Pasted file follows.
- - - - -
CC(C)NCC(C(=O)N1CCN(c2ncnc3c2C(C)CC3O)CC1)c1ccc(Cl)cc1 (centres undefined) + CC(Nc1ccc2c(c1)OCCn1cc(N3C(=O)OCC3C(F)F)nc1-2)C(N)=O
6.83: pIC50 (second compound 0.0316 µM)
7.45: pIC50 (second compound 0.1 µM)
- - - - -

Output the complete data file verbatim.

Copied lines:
CC(C)NCC(C(=O)N1CCN(c2ncnc3c2C(C)CC3O)CC1)c1ccc(Cl)cc1 (centres undefined) + CC(Nc1ccc2c(c1)OCCn1cc(N3C(=O)OCC3C(F)F)nc1-2)C(N)=O
6.83: pIC50 (second compound 0.0316 µM)
7.45: pIC50 (second compound 0.1 µM)